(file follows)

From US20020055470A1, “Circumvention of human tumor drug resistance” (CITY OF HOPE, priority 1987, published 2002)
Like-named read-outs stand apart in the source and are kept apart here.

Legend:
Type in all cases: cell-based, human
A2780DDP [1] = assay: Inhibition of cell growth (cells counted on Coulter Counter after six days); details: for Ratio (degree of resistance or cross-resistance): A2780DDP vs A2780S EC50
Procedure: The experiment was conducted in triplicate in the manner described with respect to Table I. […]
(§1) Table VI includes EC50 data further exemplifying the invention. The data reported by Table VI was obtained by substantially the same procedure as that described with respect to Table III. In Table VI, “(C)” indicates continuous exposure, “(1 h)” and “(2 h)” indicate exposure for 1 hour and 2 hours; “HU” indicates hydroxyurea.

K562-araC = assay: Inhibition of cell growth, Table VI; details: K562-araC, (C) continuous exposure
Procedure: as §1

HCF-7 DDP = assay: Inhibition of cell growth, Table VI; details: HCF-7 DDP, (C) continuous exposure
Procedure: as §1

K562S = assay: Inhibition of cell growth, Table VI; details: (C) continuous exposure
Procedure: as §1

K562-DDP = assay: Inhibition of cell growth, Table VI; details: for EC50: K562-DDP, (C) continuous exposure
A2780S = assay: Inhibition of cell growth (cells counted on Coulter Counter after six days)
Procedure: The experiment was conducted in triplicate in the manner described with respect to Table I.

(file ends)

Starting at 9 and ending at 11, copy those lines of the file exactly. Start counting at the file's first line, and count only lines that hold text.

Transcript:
Procedure: as §1

HCF-7 DDP = assay: Inhibition of cell growth, Table VI; details: HCF-7 DDP, (C) continuous exposure
Procedure: as §1